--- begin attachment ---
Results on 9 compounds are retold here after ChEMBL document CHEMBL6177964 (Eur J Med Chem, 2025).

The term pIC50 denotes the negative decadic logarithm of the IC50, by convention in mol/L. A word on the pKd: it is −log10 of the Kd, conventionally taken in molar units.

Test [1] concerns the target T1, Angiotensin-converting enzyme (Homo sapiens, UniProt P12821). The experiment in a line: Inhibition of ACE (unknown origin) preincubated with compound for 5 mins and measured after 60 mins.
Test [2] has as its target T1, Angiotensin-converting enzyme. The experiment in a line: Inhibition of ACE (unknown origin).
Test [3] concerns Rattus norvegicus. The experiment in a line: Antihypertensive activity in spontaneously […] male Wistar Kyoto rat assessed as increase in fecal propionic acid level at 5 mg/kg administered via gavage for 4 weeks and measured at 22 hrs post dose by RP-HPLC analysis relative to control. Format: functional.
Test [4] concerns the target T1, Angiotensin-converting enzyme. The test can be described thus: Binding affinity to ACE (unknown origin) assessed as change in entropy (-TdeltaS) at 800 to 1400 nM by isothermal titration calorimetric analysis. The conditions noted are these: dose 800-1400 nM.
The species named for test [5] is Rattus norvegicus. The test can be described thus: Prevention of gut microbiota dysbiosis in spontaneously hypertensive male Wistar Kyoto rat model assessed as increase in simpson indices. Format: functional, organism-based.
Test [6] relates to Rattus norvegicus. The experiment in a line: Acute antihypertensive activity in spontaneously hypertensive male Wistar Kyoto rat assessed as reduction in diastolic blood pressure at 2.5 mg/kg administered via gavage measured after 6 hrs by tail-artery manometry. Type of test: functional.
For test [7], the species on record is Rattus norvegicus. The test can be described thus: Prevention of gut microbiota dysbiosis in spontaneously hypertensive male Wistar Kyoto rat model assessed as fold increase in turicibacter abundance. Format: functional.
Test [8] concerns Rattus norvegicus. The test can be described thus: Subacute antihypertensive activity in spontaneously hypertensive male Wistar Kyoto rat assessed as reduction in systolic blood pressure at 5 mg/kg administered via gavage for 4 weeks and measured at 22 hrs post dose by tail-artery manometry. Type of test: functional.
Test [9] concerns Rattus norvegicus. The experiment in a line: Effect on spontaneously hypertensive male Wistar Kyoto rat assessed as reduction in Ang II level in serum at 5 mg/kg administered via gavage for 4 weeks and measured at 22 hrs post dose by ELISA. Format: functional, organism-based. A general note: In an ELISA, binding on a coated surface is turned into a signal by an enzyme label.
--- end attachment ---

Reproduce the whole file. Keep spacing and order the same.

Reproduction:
Results on 9 compounds are retold here after ChEMBL document CHEMBL6177964 (Eur J Med Chem, 2025).

The term pIC50 denotes the negative decadic logarithm of the IC50, by convention in mol/L. A word on the pKd: it is −log10 of the Kd, conventionally taken in molar units.

Test [1] concerns the target T1, Angiotensin-converting enzyme (Homo sapiens, UniProt P12821). The experiment in a line: Inhibition of ACE (unknown origin) preincubated with compound for 5 mins and measured after 60 mins.
Test [2] has as its target T1, Angiotensin-converting enzyme. The experiment in a line: Inhibition of ACE (unknown origin).
Test [3] concerns Rattus norvegicus. The experiment in a line: Antihypertensive activity in spontaneously […] male Wistar Kyoto rat assessed as increase in fecal propionic acid level at 5 mg/kg administered via gavage for 4 weeks and measured at 22 hrs post dose by RP-HPLC analysis relative to control. Format: functional.
Test [4] concerns the target T1, Angiotensin-converting enzyme. The test can be described thus: Binding affinity to ACE (unknown origin) assessed as change in entropy (-TdeltaS) at 800 to 1400 nM by isothermal titration calorimetric analysis. The conditions noted are these: dose 800-1400 nM.
The species named for test [5] is Rattus norvegicus. The test can be described thus: Prevention of gut microbiota dysbiosis in spontaneously hypertensive male Wistar Kyoto rat model assessed as increase in simpson indices. Format: functional, organism-based.
Test [6] relates to Rattus norvegicus. The experiment in a line: Acute antihypertensive activity in spontaneously hypertensive male Wistar Kyoto rat assessed as reduction in diastolic blood pressure at 2.5 mg/kg administered via gavage measured after 6 hrs by tail-artery manometry. Type of test: functional.
For test [7], the species on record is Rattus norvegicus. The test can be described thus: Prevention of gut microbiota dysbiosis in spontaneously hypertensive male Wistar Kyoto rat model assessed as fold increase in turicibacter abundance. Format: functional.
Test [8] concerns Rattus norvegicus. The test can be described thus: Subacute antihypertensive activity in spontaneously hypertensive male Wistar Kyoto rat assessed as reduction in systolic blood pressure at 5 mg/kg administered via gavage for 4 weeks and measured at 22 hrs post dose by tail-artery manometry. Type of test: functional.
Test [9] concerns Rattus norvegicus. The experiment in a line: Effect on spontaneously hypertensive male Wistar Kyoto rat assessed as reduction in Ang II level in serum at 5 mg/kg administered via gavage for 4 weeks and measured at 22 hrs post dose by ELISA. Format: functional, organism-based. A general note: In an ELISA, binding on a coated surface is turned into a signal by an enzyme label.